With all the negative campaigning that lead up to the election, you would think our economy is in an absolute shambles. However, a clean, unbiased look at recently released numbers show that our economy appears to be doing better than you might think. The following are some of those recent indicators.
After the unemployment rate ticked up from 7.8 to 7.9 percent in October, it's easy to say we're simply not making progress, but a closer look at the surrounding data suggests otherwise. First, payrolls increased more than expected, adding 171,000 jobs in October, soundly beating the most optimistic forecast from a Bloomberg survey, which projected a gain of 125,000.
Regarding the unemployment rate, the rise came from workers re-entering the job market. There can be many possible factors for such an increase, but one could simply be that workers were getting more optimistic about their chances to land a job, which would be a positive indicator.
Factory orders rebounded from a 5.1 percent drop in August to rise 4.8 percent in September. This was the biggest gain in a year. Core capital goods, a subset of factory orders that are used as a proxy for business investment, rose only 0.2 percent in September after a 0.3 percent gain in August. Still, the increases are a positive sign, as they serve as an indicator of business expansion and follow two months of significant declines: 2.7 percent in June and 5.6 percent in July.
House prices showed positive signs in more ways than one. First, the Standard & Poor's/Case Shiller home price index rose by 2 percent in August from a year earlier. This is a bigger increase than the previous month, which saw a 1.2 percent rise from the prior year.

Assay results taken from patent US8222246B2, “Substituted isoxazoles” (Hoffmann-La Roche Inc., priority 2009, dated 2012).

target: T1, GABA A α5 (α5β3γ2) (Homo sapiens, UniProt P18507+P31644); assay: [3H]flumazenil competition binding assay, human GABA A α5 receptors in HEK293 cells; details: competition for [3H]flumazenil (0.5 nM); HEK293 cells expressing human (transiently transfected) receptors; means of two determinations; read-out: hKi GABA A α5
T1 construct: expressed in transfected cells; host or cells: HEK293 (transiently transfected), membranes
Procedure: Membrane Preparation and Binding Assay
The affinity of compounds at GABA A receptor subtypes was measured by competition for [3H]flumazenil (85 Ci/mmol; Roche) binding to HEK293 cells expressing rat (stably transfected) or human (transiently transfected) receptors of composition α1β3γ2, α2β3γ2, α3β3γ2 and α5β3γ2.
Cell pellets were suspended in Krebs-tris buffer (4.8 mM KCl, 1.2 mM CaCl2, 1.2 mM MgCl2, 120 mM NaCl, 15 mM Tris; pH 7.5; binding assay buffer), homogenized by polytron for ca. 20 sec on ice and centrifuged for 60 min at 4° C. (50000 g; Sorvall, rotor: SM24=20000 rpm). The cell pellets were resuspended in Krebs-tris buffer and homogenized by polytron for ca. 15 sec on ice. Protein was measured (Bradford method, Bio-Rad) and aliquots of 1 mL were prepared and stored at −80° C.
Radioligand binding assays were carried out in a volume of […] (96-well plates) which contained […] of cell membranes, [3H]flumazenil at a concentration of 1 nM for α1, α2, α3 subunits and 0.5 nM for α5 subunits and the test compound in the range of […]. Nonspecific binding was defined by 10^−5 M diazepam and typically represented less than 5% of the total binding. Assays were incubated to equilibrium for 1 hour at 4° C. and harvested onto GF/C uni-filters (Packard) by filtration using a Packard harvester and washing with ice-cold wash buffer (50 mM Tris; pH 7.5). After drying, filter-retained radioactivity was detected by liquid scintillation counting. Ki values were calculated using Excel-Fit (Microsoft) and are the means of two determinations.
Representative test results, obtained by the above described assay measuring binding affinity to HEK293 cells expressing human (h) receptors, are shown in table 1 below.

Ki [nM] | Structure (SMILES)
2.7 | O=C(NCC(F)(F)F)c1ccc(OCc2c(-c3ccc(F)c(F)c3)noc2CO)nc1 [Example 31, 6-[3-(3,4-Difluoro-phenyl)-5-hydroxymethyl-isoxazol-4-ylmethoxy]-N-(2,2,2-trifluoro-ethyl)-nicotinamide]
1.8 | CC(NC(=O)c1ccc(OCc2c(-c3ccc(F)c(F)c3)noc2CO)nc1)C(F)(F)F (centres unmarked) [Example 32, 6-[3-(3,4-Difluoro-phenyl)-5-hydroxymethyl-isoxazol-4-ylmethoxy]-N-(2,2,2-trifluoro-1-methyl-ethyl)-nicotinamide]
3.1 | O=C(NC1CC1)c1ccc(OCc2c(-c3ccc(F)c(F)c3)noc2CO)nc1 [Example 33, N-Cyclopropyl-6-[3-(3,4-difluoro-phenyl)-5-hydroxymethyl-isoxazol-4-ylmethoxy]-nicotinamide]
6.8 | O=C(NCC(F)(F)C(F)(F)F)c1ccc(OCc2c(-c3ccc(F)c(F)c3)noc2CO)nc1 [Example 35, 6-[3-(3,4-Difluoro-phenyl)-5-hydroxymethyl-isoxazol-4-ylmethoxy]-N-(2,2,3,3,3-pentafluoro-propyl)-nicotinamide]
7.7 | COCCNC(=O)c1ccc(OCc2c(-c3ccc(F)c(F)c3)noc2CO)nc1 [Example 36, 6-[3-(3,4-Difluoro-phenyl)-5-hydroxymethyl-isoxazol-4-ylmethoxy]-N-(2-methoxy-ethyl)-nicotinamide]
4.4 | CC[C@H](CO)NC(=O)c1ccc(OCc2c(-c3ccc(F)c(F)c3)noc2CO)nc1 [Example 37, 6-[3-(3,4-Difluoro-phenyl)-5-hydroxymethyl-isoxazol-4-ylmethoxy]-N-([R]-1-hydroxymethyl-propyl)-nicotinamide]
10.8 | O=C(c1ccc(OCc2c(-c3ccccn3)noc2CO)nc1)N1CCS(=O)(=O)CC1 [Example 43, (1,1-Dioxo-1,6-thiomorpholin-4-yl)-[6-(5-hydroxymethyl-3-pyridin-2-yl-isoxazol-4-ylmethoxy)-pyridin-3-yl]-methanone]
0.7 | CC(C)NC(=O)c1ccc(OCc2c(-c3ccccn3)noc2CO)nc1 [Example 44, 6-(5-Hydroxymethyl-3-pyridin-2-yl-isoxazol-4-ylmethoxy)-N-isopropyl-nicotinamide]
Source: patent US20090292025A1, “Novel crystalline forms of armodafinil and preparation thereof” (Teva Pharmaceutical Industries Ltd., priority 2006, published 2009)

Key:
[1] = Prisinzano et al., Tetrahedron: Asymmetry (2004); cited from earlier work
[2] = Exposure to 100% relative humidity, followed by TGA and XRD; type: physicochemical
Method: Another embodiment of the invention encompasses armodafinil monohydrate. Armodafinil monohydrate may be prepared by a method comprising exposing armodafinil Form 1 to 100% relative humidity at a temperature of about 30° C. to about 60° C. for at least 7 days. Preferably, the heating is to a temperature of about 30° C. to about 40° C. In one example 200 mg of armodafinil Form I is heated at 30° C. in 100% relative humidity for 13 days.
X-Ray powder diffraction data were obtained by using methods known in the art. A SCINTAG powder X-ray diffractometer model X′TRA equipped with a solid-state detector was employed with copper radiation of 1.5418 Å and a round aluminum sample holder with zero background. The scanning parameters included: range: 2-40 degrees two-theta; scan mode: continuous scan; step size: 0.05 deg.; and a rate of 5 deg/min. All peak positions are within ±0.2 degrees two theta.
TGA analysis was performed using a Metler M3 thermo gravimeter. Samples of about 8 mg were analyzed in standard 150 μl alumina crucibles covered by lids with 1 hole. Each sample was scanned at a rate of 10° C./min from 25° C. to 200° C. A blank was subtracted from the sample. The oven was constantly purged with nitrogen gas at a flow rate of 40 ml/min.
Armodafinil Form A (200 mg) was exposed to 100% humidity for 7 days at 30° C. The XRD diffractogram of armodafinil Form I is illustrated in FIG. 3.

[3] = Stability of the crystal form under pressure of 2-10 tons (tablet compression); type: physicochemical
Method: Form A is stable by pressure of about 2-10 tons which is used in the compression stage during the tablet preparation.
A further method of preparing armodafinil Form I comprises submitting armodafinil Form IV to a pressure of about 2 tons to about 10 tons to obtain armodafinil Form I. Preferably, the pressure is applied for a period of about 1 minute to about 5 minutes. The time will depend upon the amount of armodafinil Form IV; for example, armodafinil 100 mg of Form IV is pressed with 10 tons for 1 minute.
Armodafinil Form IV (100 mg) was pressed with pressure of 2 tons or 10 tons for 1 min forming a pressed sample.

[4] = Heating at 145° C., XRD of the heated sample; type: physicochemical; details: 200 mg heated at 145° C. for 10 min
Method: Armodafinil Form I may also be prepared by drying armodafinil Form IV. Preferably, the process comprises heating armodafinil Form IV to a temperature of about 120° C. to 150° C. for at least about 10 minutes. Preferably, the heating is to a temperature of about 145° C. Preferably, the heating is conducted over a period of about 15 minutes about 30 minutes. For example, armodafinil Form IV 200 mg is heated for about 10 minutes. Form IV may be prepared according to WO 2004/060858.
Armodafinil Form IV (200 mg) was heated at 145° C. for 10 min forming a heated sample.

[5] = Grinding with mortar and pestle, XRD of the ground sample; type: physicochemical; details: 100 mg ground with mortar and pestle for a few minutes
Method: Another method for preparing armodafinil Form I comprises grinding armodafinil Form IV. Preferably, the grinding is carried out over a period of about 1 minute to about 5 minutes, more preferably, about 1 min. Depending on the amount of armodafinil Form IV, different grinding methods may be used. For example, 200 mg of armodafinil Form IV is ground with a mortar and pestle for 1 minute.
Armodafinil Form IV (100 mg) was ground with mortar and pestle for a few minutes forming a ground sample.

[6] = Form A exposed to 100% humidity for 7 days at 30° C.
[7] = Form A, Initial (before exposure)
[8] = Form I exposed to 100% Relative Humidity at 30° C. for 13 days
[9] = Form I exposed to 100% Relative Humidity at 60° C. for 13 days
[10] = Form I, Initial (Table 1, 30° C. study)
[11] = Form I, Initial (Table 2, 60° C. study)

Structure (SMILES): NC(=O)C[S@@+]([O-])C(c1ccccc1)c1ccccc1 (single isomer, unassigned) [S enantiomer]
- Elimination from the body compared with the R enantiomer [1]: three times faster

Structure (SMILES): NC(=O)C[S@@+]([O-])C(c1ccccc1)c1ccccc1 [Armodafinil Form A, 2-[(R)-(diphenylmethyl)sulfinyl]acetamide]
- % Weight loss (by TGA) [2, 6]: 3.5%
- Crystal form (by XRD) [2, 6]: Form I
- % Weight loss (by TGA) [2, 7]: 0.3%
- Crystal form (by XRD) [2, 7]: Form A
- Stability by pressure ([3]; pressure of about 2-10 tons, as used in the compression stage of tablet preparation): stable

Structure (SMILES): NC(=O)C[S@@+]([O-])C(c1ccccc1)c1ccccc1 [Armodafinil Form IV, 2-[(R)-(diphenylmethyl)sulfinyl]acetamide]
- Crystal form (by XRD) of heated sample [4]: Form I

In addition, home prices rose in 17 of the 20 cities included in the index. In July, prices rose in 16 cities, while in January, prices rose in only three markets. Phoenix saw the largest jump at 18.8 percent. The three cities experiencing declines were Atlanta, New York and Chicago.
Prices weren't the only bright spot for the housing industry. The construction of new houses jumped 15 percent in September, surging to its highest level in four years. The 872,000 housing starts beat all forecasts in a Bloomberg economic survey, which ranged from 735,000 to 800,000.
In addition, home builders were getting more optimistic about construction. The National Association of Home Builders/Wells Fargo builder sentiment index increased to 41, which is the highest level since 2006 and the sixth consecutive gain for the index. (It should be noted that while the gains are encouraging, a reading of less than 50 still means that more responders indicated that conditions were poor.)
Consumer confidence spiked to its highest level since 2008, rising to 72.2 in October versus 68.4 in September. The Conference Board, which releases the index, also saw its present situation index jump. The index, which measures consumers' assessment of current economic conditions, rose to 56.2 from 48.7 the month before.
The rise in consumer confidence can be seen in our spending habits, which rose to their highest level since February. Personal spending rose 0.8 percent in September, while personal income rose only 0.4 percent. The saving rate dropped to its lowest level since November 2011, falling to 3.3 percent of disposable income from 3.7 percent in August.
Keeping the positive developments in mind should help you to stay disciplined, avoid panic, and adhere to your investment plan.
Larry Swedroe is a principal and director of research for the BAM Alliance. He has authored or co-authored 12 books, including his most recent, Think, Act, and Invest Like Warren Buffett. His opinions and comments expressed on this site are his own and may not accurately reflect those of the firm.